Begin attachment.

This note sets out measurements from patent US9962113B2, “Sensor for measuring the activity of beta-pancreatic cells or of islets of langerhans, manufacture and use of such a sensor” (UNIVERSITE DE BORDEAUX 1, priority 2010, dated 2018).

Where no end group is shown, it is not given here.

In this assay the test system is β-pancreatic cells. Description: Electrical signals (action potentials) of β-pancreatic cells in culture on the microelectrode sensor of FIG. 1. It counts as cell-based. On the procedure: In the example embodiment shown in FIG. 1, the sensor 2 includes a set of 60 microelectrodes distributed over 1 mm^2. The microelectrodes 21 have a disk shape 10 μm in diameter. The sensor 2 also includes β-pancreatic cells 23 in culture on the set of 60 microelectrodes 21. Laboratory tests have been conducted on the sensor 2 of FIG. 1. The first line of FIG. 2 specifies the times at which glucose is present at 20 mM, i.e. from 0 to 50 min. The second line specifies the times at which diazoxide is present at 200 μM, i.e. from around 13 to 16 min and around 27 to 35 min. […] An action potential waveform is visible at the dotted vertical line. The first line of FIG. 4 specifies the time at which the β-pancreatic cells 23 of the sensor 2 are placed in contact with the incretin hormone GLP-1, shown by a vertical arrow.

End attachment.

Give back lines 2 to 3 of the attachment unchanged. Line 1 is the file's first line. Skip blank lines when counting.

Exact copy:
Where no end group is shown, it is not given here.

In this assay the test system is β-pancreatic cells. Description: Electrical signals (action potentials) of β-pancreatic cells in culture on the microelectrode sensor of FIG. 1. It counts as cell-based. On the procedure: In the example embodiment shown in FIG. 1, the sensor 2 includes a set of 60 microelectrodes distributed over 1 mm^2. The microelectrodes 21 have a disk shape 10 μm in diameter. The sensor 2 also includes β-pancreatic cells 23 in culture on the set of 60 microelectrodes 21. Laboratory tests have been conducted on the sensor 2 of FIG. 1. The first line of FIG. 2 specifies the times at which glucose is present at 20 mM, i.e. from 0 to 50 min. The second line specifies the times at which diazoxide is present at 200 μM, i.e. from around 13 to 16 min and around 27 to 35 min. […] An action potential waveform is visible at the dotted vertical line. The first line of FIG. 4 specifies the time at which the β-pancreatic cells 23 of the sensor 2 are placed in contact with the incretin hormone GLP-1, shown by a vertical arrow.